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Yeah, my kids have to check in with me when they want something. Usually they just holler that they're grabbing an apple or something. This helps me keep track of how soon I'm going to need to order food, and also gets them to vary their snacks. After 3 cuties, you need to grab a cheese stick or granola bar, no, you can't have 2-3 expensive kids' Z bars a day, just one. We have a similar rule on chips - one serving a day. We don't have dessert at home if we've had a lot of added sugar during the day. 

Mine are little (and have no out-of-ordinary food issues), and I'm hoping the snacking rules of the house will get ingrained enough that when they're bigger I won't have to worry about it. 

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Right. There ARE kids who will starve if they are not offered food they like. These are kids with true sensory issues, etc. That doesn't mean you feed them candy, but it might mean you cater to them more than with other kids. My niece will only eat certain foods. If those are not available she will not eat. Period. She is too thin already, so that can't be allowed. So no, she can't have candy, but my sister will make one of her 4 preferred foods for every meal, because she needs to eat.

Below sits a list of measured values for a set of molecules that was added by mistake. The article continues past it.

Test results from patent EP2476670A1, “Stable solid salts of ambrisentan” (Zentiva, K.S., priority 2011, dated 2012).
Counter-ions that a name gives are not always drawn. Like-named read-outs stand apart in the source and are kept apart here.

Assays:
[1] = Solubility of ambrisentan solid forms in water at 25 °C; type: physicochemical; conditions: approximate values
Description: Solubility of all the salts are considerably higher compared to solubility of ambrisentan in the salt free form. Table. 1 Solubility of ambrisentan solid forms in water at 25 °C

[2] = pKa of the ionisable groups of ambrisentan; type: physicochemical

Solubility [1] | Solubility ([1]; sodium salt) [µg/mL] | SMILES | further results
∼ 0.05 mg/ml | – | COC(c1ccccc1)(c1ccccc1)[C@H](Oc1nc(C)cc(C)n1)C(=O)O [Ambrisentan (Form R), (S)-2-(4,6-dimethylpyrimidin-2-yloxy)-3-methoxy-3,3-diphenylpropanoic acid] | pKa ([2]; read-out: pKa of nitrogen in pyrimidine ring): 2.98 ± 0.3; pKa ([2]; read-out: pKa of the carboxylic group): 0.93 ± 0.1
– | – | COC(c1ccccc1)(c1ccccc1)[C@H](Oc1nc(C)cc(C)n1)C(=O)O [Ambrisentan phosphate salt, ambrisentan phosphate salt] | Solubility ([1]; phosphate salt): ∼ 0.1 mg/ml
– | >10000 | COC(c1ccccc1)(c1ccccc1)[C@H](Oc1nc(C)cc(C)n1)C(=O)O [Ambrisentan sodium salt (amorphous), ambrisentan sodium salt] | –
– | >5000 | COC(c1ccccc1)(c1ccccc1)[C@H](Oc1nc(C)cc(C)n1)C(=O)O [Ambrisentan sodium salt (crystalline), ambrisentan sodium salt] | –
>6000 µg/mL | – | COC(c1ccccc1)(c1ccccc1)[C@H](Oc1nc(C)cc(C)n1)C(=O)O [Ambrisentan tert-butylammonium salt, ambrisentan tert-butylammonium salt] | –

So, if you know your kid won't eat chicken, and you have no other offering they will eat, that's a problem. But it doesn't have to be sugary, if there is something else like PB and J they will eat.

Agree.

 

If she only wants cookies, I'd be in the kitchen alone at midnight inventing ways to sneak healthy stuff into a cookie she would eat.

 

I really would think about tendencies and texture and try to introduce healthier items that were sort of similar to the things she is willing to eat. I might also make a big batch of something she finds agreeable and portion it into individual servings. That way you can just pull a serving out of the freezer and quickly reheat it for her; this keeps you from feeling like a short order cook and keeps the rest of the family from being held hostage to her slim range of acceptable foods.

 

I am usually a tough mama, but when you have an extremely stubborn child who's falling off the growth charts (as one of mine was), you've got to get creative.

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Mine are little (and have no out-of-ordinary food issues), and I'm hoping the snacking rules of the house will get ingrained enough that when they're bigger I won't have to worry about it. 

 

yeah... maybe. There will be a time when the active teenager requires 4,000 calories per day, is ravenous half an hour after a big meal, and there is absolutely no way mom wants to be told every single time the boy needs to eat a food, and just managing to ingest a sufficient number of calories is the goal.